Barring a Robin Wright Congress-type technological leap into a scary possible future, this is the last time you’re going to see the acting chops of Philip Seymour Hoffman on screen, and as an epitaph it’s no great send off, but nonetheless, this is still a considered and rounded performance from the great man himself. Between this and God’s Pocket, I’d sooner be remembered for the other of his most recent performances, but that is not to say that this effort is not just as focused, if not delivered with as much satisfying directorial flair.
You may also have some issues with continuity and editing if you’re paying close attention, which you really should be doing as the story, whilst not complicated, is still layered and nuanced enough to warrant keeping your eyes open. Adapted by Andrew Bovell from John Le Carre’s novel of the same name Anton Corbijn does a mostly good job and this is highlighted by some inventive and visually pleasing shot choices. Never original enough to call it ground-breaking, this is much more old school spy thrilling in the vein of Tinker, Tailor, Soldier, Spy, where stuffy old, very clever men try to out-think one another in the name of national security.
One of the issues that has been highlighted elsewhere is the disconcerting feeling arising from the accents that have been employed by the actors and an argument about the effect this has on the authenticity and realism. The film does suffer to a minor extent at these choices, but as the director himself has stated, this probably would never have been green-lit for any kind of budget if actually shot in German. Does this then mean that the cast have to adopt (in some cases) ludicrous German accents that fail to convince and if anything, detract from the very serious plot developments?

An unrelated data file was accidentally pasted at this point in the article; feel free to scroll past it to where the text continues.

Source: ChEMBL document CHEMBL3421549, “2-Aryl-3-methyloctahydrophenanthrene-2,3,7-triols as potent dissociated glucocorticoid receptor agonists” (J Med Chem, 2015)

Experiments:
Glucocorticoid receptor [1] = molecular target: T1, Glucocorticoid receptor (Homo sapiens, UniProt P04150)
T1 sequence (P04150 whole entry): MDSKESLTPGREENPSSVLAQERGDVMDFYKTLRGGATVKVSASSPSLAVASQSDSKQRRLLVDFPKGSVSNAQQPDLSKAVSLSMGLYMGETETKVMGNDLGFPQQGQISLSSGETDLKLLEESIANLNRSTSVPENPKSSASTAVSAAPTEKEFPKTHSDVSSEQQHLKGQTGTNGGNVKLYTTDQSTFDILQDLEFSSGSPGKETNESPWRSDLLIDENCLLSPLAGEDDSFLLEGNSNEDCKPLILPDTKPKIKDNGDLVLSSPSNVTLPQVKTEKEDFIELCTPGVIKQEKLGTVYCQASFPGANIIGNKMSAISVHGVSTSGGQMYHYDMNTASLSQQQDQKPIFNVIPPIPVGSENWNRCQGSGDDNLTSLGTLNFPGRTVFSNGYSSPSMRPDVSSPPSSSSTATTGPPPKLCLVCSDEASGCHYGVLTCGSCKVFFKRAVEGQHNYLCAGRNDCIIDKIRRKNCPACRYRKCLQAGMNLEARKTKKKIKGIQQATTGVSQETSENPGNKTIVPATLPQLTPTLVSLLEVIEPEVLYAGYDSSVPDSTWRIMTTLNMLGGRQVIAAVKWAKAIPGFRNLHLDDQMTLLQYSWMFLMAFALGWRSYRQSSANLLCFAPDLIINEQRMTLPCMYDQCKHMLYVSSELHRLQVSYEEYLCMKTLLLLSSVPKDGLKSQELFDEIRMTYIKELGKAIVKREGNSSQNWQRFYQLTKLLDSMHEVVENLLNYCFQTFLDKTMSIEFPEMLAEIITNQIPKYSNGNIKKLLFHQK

If you can ignore the accents, are very patient and not looking for too much thrill in your thrillers, then you will do quite well out of this. The performances are pretty good throughout, with Seymour Hoffman taking the majority of the running time as Gunther Bachmann, the spy looking to capture a Chechen immigrant who is about to come into alot of money and then give it away to some bad guys that the good guys think will give that same money to a shipping company that appears to be a financial front for some arms dealings to terrorists. Not very complicated, as you can see by the one line synopsis above. Add to this the pesky interfering Americans that have their own agenda about capturing the immigrant, whom they see as a terrorist threat and you begin to understand the title of the film. The spies would have gotten away with it too, if it wasn’t for those meddling…oh, anyway.
At a smidgen over two hours, Corbijn makes no apologies for dragging this story out to its maximum possible duration, so expect to look at your watch at least once. Seymour Hoffman spends his time wheezing and smoking, McAdams tries dutifully to appear both German and serious, but fails to deliver either with any kind of assurance. Dafoe looks the part as a German banker, both sombre and abiding where necessary and manages to get through the whole movie without getting his penis out or cutting off any of his or anyone else’s anatomy with rusty shears. Robin Wright appears and disappears throughout the story as the heavyweight American as and when convenient, but blink and you will almost certainly miss her, though whilst there, she does a good enough job not to make you roll your eyes.
In all A Most Wanted Man is pretty run-of-the-mill spy thriller fare and readers of the book will almost certainly disappointed by what they see on screen, failing as it will to match expectations or even their own imagination as moulded by Le Carre himself. Slightly overlong, but if you’re patient enough, you will find a grubby, authentic looking Hamburg and a convincingly unexciting plot that is more for the purists of the genre rather than the floating viewer that might be looking for something to watch. This might explain why I watched the film in a practically empty theatre only three days after release.
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